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Events at Physics

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Events During the Week of February 16th through February 23rd, 2020

Sunday, February 16th, 2020

Wonders of Physics
Wonders of Physics Show
Time: 1:00 pm
Place: 2103 Chamberlin
Abstract: Scheduled presentations of The Wonders of Physics and a Physics Fair are given on the UW-Madison campus for the general public in mid-February each year. Free tickets are recommended and are available after January 1st using the On-Line Ticket Form (http://sprott.physics.wisc.edu/cgi-bin/tickleft.exe). Alternately, you may call (608) 262-2927 or e-mail wonders@physics.wisc.edu.
Host: Clint Sprott / Wonders of Physics
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Wonders of Physics
Wonders of Physics Show
Time: 4:00 pm
Place: 2103 Chamberlin
Abstract: Scheduled presentations of The Wonders of Physics and a Physics Fair are given on the UW-Madison campus for the general public in mid-February each year. Free tickets are recommended and are available after January 1st using the On-Line Ticket Form (http://sprott.physics.wisc.edu/cgi-bin/tickleft.exe). Alternately, you may call (608) 262-2927 or e-mail wonders@physics.wisc.edu.
Host: Clint Sprott / Wonders of Physics
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Monday, February 17th, 2020

Plasma Physics (Physics/ECE/NE 922) Seminar
Understanding, Predicting, and Manipulating Reduced Transport Regimes in Fusion Plasmas
Time: 12:05 pm
Place: 2241 Chamberlin Hall
Speaker: David Hatch, Institute for Fusion Studies, University of Texas at Austin
Abstract: Following a half century of extraordinary progress in plasma magnetic confinement via tokamaks, with, for example, the fusion triple product increasing at a rate surpassing Moore’s law, magnetic confinement finds itself poised on the brink of high fusion gain. The narrow transport barrier that forms at the edge of an H-mode fusion plasma will, perhaps, be the largest determining factor in making the final step to a burning plasma. This transport barrier arises when the conventional plasma turbulence mechanisms are suppressed. This allows a ‘pedestal’—a region of steep pressure gradients—to form, drastically boosting the plasma confinement. ITER, and nearly all other prospective burning plasma devices, are designed to exploit edge transport barriers to achieve their goals.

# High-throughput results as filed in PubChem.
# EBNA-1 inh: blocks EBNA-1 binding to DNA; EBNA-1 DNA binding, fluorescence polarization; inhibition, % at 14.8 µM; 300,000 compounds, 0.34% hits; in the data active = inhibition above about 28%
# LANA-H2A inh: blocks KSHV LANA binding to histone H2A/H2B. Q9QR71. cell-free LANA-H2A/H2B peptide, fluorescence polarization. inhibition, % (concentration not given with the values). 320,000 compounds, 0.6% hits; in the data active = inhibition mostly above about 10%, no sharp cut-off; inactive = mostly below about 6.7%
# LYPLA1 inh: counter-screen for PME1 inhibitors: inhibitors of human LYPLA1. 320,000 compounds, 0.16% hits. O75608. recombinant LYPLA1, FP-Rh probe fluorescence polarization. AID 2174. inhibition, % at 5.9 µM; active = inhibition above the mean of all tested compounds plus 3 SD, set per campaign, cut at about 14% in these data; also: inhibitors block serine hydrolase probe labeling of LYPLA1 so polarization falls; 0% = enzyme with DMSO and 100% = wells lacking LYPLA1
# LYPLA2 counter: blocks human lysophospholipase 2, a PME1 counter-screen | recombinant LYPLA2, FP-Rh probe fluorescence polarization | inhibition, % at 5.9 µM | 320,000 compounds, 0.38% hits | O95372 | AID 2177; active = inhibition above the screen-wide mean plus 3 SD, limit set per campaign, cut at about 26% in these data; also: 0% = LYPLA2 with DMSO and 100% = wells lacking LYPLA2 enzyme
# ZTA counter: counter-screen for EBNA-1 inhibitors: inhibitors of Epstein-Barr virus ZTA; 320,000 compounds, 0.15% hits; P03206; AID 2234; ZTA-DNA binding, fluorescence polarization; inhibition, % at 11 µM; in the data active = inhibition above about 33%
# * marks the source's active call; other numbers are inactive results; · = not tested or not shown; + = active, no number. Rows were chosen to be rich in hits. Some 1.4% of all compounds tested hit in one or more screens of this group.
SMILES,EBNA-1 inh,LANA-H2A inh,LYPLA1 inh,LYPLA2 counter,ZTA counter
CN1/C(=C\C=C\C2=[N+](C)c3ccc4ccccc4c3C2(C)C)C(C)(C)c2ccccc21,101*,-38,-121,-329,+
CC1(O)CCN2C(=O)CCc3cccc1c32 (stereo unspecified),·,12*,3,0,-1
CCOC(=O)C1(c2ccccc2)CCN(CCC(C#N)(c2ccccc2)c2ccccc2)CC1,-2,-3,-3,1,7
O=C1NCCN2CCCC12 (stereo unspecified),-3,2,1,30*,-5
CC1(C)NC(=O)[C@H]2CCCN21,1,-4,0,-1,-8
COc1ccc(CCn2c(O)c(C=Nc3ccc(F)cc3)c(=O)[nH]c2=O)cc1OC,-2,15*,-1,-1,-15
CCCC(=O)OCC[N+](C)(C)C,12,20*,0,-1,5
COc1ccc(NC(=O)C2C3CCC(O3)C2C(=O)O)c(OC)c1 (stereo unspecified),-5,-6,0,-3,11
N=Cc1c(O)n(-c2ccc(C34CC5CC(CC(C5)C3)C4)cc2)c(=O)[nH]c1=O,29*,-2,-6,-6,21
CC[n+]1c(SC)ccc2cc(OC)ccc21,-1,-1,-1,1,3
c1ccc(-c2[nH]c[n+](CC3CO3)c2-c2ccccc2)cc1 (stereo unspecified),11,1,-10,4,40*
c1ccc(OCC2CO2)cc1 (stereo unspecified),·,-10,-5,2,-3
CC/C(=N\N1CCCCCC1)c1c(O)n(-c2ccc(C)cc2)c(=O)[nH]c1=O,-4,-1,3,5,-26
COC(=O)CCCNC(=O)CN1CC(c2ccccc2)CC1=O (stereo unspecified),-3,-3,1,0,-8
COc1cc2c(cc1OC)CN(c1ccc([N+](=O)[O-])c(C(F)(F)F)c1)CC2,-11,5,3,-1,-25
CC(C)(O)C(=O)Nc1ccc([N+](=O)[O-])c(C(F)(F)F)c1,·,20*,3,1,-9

This talk presents recent breakthroughs in understanding and predicting the ‘residual’ turbulence in transport barriers, which has been difficult to model due to the extreme conditions characteristic of a transport barrier. I will survey the classes of fluctuations that remain in transport barriers; describe how high performance computing is enabling unprecedented physics understanding; discuss how pedestal transport may extrapolate to unfamiliar parameter regimes (e.g., ITER); and describe connections between transport barriers in tokamaks and stellarators. The developing capacity to understand, predict, and manipulate turbulent transport has the potential to enable the realization of optimized configurations that will enable fusion gain on faster time scales and at greatly reduced cost.
Host: Jan Egedal
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Atomic Physics Seminar
QC Cluster Seminar
tbd
Time: 3:00 pm
Place: 5310 Chamberlin Hall
Speaker: Professor Gleb Finkelstein, Duke University